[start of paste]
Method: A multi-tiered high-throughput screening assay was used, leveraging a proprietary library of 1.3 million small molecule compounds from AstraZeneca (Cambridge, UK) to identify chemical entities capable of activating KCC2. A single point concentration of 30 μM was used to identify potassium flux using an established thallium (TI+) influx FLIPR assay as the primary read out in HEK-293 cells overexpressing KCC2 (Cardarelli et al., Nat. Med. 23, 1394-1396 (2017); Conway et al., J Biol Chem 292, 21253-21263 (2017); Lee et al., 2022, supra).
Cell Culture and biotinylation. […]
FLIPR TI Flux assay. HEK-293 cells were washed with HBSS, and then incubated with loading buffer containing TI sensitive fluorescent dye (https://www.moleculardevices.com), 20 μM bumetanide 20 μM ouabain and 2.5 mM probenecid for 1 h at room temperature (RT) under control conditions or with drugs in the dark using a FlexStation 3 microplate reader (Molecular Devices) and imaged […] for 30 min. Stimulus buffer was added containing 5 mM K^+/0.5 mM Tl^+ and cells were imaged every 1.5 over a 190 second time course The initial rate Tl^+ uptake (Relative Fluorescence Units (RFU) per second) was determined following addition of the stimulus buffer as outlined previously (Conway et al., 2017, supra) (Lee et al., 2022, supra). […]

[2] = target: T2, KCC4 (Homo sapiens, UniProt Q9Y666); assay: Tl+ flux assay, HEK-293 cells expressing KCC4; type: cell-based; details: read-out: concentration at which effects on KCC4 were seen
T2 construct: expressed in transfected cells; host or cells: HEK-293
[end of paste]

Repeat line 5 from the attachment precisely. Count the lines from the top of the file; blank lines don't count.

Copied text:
T2 construct: expressed in transfected cells; host or cells: HEK-293